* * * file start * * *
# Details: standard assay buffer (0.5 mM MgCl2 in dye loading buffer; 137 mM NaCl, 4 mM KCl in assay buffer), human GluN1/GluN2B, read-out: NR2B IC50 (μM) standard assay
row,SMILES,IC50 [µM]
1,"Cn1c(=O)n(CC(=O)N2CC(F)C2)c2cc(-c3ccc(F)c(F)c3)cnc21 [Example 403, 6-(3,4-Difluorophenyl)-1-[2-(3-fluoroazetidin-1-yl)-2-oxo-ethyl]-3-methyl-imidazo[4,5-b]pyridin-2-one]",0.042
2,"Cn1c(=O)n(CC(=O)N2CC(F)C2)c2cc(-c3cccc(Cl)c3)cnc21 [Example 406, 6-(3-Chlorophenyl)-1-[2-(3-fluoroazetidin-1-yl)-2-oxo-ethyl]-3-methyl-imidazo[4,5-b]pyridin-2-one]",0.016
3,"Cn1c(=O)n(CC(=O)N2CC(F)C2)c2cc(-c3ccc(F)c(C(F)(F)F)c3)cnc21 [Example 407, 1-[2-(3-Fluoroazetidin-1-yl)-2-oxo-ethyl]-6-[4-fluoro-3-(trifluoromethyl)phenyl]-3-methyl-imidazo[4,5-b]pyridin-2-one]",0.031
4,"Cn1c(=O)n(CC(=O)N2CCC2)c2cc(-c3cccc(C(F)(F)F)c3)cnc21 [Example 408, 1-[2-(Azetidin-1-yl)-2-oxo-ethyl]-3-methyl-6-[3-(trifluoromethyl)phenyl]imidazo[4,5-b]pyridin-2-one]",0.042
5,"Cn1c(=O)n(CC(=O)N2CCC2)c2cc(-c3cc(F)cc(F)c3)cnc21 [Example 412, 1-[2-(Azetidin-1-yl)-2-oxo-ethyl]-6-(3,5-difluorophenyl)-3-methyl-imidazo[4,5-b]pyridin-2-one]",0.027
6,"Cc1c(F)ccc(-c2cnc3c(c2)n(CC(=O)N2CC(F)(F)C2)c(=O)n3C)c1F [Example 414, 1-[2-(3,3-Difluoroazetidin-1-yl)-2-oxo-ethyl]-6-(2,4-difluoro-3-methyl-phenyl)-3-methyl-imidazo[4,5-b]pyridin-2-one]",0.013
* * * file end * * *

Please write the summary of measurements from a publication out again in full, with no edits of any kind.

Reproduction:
# Details: standard assay buffer (0.5 mM MgCl2 in dye loading buffer; 137 mM NaCl, 4 mM KCl in assay buffer), human GluN1/GluN2B, read-out: NR2B IC50 (μM) standard assay
row,SMILES,IC50 [µM]
1,"Cn1c(=O)n(CC(=O)N2CC(F)C2)c2cc(-c3ccc(F)c(F)c3)cnc21 [Example 403, 6-(3,4-Difluorophenyl)-1-[2-(3-fluoroazetidin-1-yl)-2-oxo-ethyl]-3-methyl-imidazo[4,5-b]pyridin-2-one]",0.042
2,"Cn1c(=O)n(CC(=O)N2CC(F)C2)c2cc(-c3cccc(Cl)c3)cnc21 [Example 406, 6-(3-Chlorophenyl)-1-[2-(3-fluoroazetidin-1-yl)-2-oxo-ethyl]-3-methyl-imidazo[4,5-b]pyridin-2-one]",0.016
3,"Cn1c(=O)n(CC(=O)N2CC(F)C2)c2cc(-c3ccc(F)c(C(F)(F)F)c3)cnc21 [Example 407, 1-[2-(3-Fluoroazetidin-1-yl)-2-oxo-ethyl]-6-[4-fluoro-3-(trifluoromethyl)phenyl]-3-methyl-imidazo[4,5-b]pyridin-2-one]",0.031
4,"Cn1c(=O)n(CC(=O)N2CCC2)c2cc(-c3cccc(C(F)(F)F)c3)cnc21 [Example 408, 1-[2-(Azetidin-1-yl)-2-oxo-ethyl]-3-methyl-6-[3-(trifluoromethyl)phenyl]imidazo[4,5-b]pyridin-2-one]",0.042
5,"Cn1c(=O)n(CC(=O)N2CCC2)c2cc(-c3cc(F)cc(F)c3)cnc21 [Example 412, 1-[2-(Azetidin-1-yl)-2-oxo-ethyl]-6-(3,5-difluorophenyl)-3-methyl-imidazo[4,5-b]pyridin-2-one]",0.027
6,"Cc1c(F)ccc(-c2cnc3c(c2)n(CC(=O)N2CC(F)(F)C2)c(=O)n3C)c1F [Example 414, 1-[2-(3,3-Difluoroazetidin-1-yl)-2-oxo-ethyl]-6-(2,4-difluoro-3-methyl-phenyl)-3-methyl-imidazo[4,5-b]pyridin-2-one]",0.013